Kanga – Fashion or Culture?
In Tanzania the people there grow up in a world where culture is something to be proud of and something that you get to see on the street every day. Oh well, you might be thinking about a lot of things but to be specific, the culture in discussion is the beautiful and colourful garments that women wear in the country and at times men too tend to dress in them. In one word it’s known as “kanga” or “khanga”, depends which one you prefer but they are both pronounced similarly.
Kanga is the colorful garment you will see in many areas of Tanzania as well as the African great lakes region. It’s basically a rectangular piece of pure cotton cloth that has a boarder all around it and usually printed in bold designs and bright colors. Kanga fabrics comes in two quality levels, waxed cotton or synthetic fabrics, less durable and more prone to damage.
The History of Kanga
Back in the mid nineteenth century along the east African coast, this is where the story of the kanga starts. Women in Zanzibar, the “fashionistas” during that time got ideas of buying printed kerchiefs or bandanas in length of six from the bolt of cotton cloth. The ladies then cut six into two lengths of three, and then they sewed them together in an eloquent fashion to make a three by two sheet. Sometimes these ladies sewed kerchiefs they would have bought together to form what would come to be known as kanga.
The design flourished and became really popular earning the name of “leso” it was not long before shopkeepers were sending for special designs printed as a single unit of cloth. The famous they grew and the popular they became, made way for the new term to emerge…“kanga”. It is said that it was more likely that the men folk at the time were the ones to name the cloths and they named it do after the guinea-fowl.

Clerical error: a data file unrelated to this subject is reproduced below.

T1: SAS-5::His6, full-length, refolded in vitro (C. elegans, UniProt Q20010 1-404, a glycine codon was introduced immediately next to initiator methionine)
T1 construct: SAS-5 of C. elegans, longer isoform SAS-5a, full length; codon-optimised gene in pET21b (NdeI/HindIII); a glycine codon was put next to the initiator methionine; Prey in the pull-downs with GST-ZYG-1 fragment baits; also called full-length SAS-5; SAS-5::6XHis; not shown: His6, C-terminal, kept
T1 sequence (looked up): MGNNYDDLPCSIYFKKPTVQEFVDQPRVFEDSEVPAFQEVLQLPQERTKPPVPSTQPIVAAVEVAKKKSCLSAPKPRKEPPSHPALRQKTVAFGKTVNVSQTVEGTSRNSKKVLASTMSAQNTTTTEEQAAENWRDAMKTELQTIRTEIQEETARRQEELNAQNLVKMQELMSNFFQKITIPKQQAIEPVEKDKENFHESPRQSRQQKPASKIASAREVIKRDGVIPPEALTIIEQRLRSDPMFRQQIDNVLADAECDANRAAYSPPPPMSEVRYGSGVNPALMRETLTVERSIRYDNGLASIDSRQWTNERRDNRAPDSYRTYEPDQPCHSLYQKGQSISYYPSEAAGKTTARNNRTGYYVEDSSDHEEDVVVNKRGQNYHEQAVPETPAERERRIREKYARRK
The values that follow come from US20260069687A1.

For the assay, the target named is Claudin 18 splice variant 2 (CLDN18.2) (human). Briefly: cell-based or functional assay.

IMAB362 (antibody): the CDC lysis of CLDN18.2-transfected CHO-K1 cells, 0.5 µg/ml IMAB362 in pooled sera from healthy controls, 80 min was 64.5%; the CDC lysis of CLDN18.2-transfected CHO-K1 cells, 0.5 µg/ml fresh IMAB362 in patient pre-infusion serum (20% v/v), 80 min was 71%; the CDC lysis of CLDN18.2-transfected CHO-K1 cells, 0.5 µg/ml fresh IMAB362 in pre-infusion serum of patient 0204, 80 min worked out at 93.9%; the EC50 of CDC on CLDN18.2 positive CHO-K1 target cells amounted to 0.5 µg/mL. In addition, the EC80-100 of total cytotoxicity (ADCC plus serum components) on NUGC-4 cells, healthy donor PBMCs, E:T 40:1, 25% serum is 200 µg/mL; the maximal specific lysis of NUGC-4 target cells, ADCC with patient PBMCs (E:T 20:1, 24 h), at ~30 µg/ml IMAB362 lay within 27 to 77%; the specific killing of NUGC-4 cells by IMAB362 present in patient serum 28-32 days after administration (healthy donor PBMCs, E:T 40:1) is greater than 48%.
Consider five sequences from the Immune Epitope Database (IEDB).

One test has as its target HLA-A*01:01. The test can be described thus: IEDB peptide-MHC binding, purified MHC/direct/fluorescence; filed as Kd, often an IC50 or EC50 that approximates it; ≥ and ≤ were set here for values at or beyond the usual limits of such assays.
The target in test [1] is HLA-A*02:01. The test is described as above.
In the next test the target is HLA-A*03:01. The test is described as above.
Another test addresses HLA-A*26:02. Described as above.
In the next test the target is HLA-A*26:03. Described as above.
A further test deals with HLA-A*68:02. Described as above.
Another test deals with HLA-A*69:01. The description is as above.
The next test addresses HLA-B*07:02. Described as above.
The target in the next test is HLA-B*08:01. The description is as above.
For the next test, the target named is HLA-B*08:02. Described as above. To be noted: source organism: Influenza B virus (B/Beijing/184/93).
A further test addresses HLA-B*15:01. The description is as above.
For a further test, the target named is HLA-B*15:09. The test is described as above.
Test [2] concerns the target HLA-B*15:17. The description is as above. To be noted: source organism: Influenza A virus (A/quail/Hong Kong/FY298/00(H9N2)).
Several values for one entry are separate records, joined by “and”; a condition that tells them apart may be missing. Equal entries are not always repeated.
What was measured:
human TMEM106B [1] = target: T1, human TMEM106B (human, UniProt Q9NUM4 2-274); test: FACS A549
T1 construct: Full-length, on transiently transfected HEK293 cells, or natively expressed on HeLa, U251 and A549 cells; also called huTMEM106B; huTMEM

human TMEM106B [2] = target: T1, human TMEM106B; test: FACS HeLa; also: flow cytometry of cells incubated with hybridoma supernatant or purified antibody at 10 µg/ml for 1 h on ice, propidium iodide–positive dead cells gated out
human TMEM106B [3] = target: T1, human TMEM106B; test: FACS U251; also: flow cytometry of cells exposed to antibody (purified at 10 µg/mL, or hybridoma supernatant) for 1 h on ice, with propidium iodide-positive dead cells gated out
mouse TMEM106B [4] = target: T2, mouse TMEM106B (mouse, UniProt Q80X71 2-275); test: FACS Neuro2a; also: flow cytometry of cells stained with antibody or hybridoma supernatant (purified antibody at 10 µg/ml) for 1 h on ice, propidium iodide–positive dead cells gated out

The Designs and Sayings on Kangas
Over the years, kanga designs have grown, and a variety of kanga designs have been made and sold at a go. They are beautiful and we just can’t help but love them…most of the time. Tanzania is leading country in production of kanga in Africa so far.
The Meaning of Kanga Depends on Occasion
The meaning of kanga is just incredible! Another striking feature of the kanga is the Swahili saying that is usually printed on it. These sayings include proverbs, slogans, and aphorisms mainly reflect upon our Swahili cultural and human values, material and verbal art. However, it is common knowledge that some women wear these kangas so as to deliver a certain message through the sayings printed.
There are stories being told of how women could use this to their advantage, going ahead and wearing a kanga with a specific saying in order to ‘suta’ the person with whom they have had a misunderstanding. Some of the sayings include, “majivuno hayafai which means greed is not useful”, “sisi sote ni abiria dereva ni mungu which means we are all passengers and God id the driver” “Japo sipati tamaa sikati which means – Even though I do not get anything, I will not give up my desire to do so” in simple words, it is a vehicle of communication and also used in politics at certain moments.
Kanga has also been used to gather together people in different campaigns. Here in Tanzania when words are difficult to express with normal means we inscribe them on kanga and wait for the results. They are widely used during election times too, to motivate people to vote for a certain person where words to encourage mainly accompanied by the picture is put on the kanga.
How and Where to Wear Kanga
Kanga can be worn anywhere, really. People love wearing it every day when at home and even on the street. Kanga is convenient and it comes in handy at some points in day to day life. It is also something that is used by women in different times.
Kanga is usually worn at funerals but women always make sure the sayings on it are encouraging and give hope to the bereaved family members. It is untraditional and you probably will never see a woman not in kanga during these times.
There have been some few moments where it has been noted that girls or women in short dresses or skirts have been given kangas to cover up especially in church. The nuns there keep extras just for that course. It so happens that even brides on their wedding days might be given it if the dress is a bit revealing.
Where to Buy Kanga
Kanga is cheap in price and very affordable and by the time you land in Tanzania you would want a pair of kanga and you can get at many different shops all over town with Kariakoo in Dar es Salaam as the main hot spot for kanga shopping. The price starts at nine thousand Tanzanian shillings all the way to twenty thousand depending on where you buy and the quality of the cloth.